Power/Performance Bits: June 7

Tiny lasers on silicon A group of scientists from Hong Kong University of Science and Technology, the University of California, Santa Barbara, Sandia National Laboratories, and Harvard University were able to fabricate tiny lasers directly on silicon. To do this, they first had to resolve silicon crystal lattice defects to a point where the cavities were essentially equivalent to those gr... » read more

Power/Performance Bits: Dec. 23

GaN building blocks A team of engineers from Cornell University, the University of Notre Dame, and the semiconductor company IQE created gallium nitride (GaN) power diodes capable of serving as the building blocks for future GaN power switches. In spite of having many desirable features as a material, GaN is notorious for its defects and reliability issues. So the team zeroed in on device... » read more

Week 6: Still In Wow-Land

While the conflicts around the world are overshadowing my complete euphoria, I have to admit that I’m still in Fussball wow-land right now. Germany won the World Cup! What an amazing goal from youngster Mario Goetze! Here is what the 22-year-old forward from Bayern-Muenchen had to say after the game: “Andre [Schurrle] put in a superb ball and I was able to control it on my chest, then someh... » read more

Manufacturing Bits: Jan. 14

MoS2 FETs Two-dimensional materials are gaining steam in the R&D labs. The 2D materials include graphene, boron nitride (BN) and the transition-metal dichalcogenides (TMDs). One TMD, molybdenum diselenide (MoS2), is an attractive material for use in future field-effect transistors (FETs). MoS2 has several properties, including a non-zero band gap, atomic scale thickness and pristine int... » read more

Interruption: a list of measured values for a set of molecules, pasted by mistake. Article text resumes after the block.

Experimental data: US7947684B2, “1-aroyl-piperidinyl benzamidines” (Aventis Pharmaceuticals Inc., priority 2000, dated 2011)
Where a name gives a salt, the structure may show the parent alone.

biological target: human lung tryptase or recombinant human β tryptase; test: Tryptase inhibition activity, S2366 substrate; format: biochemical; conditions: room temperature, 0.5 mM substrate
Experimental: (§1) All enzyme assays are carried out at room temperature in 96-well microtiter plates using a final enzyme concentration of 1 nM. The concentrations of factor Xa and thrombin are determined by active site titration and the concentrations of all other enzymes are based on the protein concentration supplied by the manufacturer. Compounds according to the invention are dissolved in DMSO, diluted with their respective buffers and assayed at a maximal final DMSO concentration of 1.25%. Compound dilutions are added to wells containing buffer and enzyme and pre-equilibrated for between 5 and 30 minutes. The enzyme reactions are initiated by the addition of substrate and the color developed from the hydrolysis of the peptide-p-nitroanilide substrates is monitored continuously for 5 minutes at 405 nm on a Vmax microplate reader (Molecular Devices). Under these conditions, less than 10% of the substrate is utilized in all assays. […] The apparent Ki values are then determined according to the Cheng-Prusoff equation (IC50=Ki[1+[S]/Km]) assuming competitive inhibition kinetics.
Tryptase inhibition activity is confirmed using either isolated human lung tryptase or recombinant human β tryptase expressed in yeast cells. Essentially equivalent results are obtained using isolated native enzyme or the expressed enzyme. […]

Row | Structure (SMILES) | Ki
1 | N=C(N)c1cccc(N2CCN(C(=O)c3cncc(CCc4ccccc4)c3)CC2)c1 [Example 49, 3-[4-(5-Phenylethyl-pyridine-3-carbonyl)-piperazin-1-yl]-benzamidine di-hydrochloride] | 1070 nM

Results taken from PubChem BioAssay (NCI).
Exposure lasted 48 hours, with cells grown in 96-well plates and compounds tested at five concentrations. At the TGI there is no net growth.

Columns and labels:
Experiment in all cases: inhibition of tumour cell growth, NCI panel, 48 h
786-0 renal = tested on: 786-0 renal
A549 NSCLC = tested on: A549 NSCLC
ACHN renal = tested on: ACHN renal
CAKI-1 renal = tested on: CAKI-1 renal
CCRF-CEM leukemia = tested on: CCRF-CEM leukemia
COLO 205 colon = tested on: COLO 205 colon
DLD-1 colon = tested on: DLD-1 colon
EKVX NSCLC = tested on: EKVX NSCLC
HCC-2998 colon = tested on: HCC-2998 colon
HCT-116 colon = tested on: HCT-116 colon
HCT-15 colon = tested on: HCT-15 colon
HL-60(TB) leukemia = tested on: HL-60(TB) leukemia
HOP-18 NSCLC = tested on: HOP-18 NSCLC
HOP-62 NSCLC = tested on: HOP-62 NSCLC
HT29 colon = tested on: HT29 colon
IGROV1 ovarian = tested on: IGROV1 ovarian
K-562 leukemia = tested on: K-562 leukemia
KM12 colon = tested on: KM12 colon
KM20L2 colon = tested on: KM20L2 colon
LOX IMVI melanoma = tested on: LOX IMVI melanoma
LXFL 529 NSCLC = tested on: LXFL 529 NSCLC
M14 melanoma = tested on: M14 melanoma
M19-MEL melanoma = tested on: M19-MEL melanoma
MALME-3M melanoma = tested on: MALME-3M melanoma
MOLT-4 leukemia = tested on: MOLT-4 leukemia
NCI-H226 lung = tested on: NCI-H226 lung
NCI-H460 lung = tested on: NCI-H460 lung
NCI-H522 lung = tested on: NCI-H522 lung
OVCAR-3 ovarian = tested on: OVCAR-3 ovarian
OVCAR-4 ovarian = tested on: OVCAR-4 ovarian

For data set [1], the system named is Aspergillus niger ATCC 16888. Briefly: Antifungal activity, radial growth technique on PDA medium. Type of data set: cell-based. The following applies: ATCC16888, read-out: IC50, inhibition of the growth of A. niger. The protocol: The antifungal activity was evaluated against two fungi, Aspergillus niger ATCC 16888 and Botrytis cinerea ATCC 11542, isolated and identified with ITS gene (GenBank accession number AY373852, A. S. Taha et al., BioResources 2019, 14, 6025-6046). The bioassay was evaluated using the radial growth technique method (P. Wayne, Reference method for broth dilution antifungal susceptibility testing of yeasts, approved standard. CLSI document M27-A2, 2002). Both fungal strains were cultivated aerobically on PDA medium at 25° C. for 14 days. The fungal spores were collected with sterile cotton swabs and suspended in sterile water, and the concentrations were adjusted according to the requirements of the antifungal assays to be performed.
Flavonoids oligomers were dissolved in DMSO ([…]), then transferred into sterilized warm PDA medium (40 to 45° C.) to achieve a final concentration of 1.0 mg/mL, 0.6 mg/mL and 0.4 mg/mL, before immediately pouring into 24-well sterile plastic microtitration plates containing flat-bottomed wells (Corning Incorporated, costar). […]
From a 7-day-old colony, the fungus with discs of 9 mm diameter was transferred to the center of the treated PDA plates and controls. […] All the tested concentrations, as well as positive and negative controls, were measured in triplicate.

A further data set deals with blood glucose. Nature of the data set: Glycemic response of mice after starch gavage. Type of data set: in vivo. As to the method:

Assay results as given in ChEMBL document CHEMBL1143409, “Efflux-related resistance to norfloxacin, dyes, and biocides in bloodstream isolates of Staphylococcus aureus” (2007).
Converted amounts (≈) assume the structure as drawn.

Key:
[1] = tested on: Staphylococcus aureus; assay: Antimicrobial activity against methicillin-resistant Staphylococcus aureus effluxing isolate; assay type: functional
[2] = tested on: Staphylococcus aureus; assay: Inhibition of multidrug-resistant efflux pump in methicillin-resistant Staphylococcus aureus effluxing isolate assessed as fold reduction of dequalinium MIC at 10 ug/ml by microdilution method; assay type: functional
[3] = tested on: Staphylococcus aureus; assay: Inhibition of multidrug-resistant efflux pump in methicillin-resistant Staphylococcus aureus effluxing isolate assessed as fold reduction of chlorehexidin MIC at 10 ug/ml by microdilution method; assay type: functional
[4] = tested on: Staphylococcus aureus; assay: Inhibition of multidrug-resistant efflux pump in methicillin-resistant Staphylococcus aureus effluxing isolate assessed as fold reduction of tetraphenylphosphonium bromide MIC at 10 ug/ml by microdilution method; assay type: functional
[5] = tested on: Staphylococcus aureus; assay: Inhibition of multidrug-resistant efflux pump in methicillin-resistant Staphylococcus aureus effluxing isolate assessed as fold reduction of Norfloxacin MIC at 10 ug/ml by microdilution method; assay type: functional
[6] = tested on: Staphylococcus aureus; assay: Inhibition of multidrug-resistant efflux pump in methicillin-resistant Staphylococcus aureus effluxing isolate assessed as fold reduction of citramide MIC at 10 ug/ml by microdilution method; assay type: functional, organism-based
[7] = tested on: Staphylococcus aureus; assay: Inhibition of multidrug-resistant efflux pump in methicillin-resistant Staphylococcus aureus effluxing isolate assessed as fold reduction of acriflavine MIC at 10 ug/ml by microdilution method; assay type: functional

Manufacturing Bits: Jan. 7

Climbing Terminator Robots Simon Fraser University has developed a family of climbing robots that mimic the stickiness of gecko lizard feet. Based on a “footpad terminator” adhesive technology, the robots could be used in space missions and on Earth. The climbing robot, called Abigaille, features six legs. This allows the robots to crawl on vertical and horizontal structures. The techno... » read more

Tunnel FETs Emerge In Scaling Race

Traditional CMOS scaling will continue for the foreseeable future, possibly to the 5nm node and perhaps beyond, according to many chipmakers. In fact, chipmakers already are plotting out a path toward the 5nm node, but needless to say, the industry faces a multitude of challenges along the road. Presently, the leading transistor candidates for 5nm are the usual suspects—III-V finFETs; gate... » read more